By John Irwin
Central Michigan University failed in its important responsibility to properly communicate with students, faculty and staff last month when a man threatened “a shooting” on campus.
According to Central Michigan Life, the father of a faculty member threatened to “fire shots” in Pearce Hall while classes were underway on Oct. 30.
While police determined there was no threat, faculty members criticized the administration for its failure to communicate the situation at last week’s Academic Senate meeting. More from CM Life:
Michael Mamp, a human environmental studies faculty member, was teaching in Pearce at the time of the incident.
“We all heard the kerfuffle happening in the hallway,” he said. “The people that were involved in that event were very concerned for their safety. They were basically told by the police that they were safe. It was really concerning to me that when someone walked up and down the hallway saying they were going to shoot everyone, the initial response we got was, ‘Too bad. Teach your class anyway.’”
(Provost Michael) Gealt deemed that “an inappropriate response.”
Gealt, who revamping communication policies one of his priorities while interviewing for the job last year, acknowledged the university’s failure to notify the community of the incident at the A-Senate meeting.
“In terms of communication between faculty and students, there are some procedural problems that we did not communicate effectively,” Gealt said. “There have been discussions within the academic administration area. We are in the process of creating a new procedure.”
To be sure, the university’s response would likely have been more transparent were the threat more imminent and real (one would hope).
But the university has a responsibility to let students, faculty and the community at large know of any incident on campus that involves public safety. And it failed in that duty.
Think about it. A man walked into Pearce Hall, one of the busiest academic buildings on campus, and threatened to fire off shots while classes were in session. But the community at large was not made aware of the incident until it was brought up at the A-Senate meeting by faculty who felt left in the dark by the administrators tasked with keeping them in the loop.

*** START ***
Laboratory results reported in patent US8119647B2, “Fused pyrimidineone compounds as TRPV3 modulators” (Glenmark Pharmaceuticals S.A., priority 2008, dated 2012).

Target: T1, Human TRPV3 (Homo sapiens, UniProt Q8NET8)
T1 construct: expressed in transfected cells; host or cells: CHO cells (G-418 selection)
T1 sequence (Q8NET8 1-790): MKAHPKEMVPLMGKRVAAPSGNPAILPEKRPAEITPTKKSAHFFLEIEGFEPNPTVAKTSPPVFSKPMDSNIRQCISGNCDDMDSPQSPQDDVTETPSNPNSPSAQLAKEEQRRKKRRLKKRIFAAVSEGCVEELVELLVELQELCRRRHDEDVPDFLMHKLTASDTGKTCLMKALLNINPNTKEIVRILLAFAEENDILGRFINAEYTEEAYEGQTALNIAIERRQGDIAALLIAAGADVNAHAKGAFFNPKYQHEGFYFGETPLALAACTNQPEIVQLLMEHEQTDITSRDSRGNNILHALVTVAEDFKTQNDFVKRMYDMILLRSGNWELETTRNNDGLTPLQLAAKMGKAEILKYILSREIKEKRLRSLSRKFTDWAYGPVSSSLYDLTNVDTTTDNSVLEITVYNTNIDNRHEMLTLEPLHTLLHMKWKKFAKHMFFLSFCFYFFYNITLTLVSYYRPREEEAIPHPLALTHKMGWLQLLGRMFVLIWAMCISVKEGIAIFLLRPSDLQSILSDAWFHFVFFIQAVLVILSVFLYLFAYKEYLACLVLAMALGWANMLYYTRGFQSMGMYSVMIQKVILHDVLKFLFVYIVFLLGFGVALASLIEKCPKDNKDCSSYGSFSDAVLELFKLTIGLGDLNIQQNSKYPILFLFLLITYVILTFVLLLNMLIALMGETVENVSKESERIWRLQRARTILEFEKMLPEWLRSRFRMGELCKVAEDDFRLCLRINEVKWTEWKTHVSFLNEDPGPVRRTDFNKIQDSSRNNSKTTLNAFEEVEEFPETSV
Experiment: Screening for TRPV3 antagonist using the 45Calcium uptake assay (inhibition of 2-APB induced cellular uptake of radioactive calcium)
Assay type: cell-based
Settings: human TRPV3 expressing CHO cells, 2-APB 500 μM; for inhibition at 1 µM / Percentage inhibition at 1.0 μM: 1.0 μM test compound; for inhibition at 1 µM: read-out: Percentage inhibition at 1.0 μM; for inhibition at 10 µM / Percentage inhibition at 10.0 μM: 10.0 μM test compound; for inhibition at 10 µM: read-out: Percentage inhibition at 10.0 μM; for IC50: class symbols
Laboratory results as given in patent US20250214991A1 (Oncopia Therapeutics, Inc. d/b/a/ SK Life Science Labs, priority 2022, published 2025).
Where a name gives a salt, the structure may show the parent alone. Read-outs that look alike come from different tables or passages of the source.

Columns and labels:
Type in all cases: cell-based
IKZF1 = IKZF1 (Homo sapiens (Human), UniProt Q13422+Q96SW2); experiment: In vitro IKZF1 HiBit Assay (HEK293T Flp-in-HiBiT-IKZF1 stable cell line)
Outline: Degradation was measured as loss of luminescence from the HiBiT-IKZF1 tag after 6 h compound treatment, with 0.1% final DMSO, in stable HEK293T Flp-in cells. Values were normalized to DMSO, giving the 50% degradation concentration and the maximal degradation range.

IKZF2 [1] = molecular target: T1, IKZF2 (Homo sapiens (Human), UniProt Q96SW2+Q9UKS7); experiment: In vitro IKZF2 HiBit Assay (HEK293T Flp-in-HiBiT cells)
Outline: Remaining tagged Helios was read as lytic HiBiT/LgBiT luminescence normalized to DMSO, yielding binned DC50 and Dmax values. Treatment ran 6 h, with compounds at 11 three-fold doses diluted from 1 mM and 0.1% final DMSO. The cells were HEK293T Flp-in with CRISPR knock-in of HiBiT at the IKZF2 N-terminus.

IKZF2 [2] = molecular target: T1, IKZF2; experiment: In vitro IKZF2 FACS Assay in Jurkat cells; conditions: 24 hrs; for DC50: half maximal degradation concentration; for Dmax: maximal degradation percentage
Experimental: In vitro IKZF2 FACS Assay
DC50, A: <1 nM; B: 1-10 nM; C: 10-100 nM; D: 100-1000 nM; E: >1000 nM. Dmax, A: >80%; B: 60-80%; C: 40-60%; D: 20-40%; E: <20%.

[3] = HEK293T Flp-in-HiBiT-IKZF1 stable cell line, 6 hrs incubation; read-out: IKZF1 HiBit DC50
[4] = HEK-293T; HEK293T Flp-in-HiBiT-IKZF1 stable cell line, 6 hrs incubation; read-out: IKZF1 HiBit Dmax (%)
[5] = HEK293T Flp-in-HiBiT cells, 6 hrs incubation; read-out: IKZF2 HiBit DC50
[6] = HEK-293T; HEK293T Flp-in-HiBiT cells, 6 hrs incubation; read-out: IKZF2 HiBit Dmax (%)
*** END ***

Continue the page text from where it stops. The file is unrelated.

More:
One of the goals of CMU’s Crisis Response Overview, adopted in October 2012, is ensuring that the university “communicates openly, honestly and proactively with the University’s constituents, recognizing the importance of avoiding panic, speaking with one voice, and balancing individuals’ legal rights to privacy with the public’s need to know about the situation.”
Therefore, the response was an utter and complete failure by the university’s own standards.
There is nothing “open” or “honest” about keeping students and faculty in the dark about a safety situation. And there is certainly nothing “proactive” about essentially telling educators in the same building as a man threatening to shoot people to not worry about anything and go about with their classes as if nothing worrying is occurring.
This goes beyond the administration’s communication failures involving faculty and media.
Rather, the late October incident directly involved the safety of the community. It was an opportunity for the university to demonstrate its commitment to safety and the free flow of information.
Instead, CMU dropped the ball.
Gealt said CMU is re-evaluating its communication procedures, and this is certainly welcome news.
But CMU must move quickly and transparently in doing so before an incident like this inevitably happens again. There cannot be any doubt as to the university’s strategy in an emergency situation.
Until something changes, though, doubt remains.
John Irwin is the founder and editor of CMU Insider.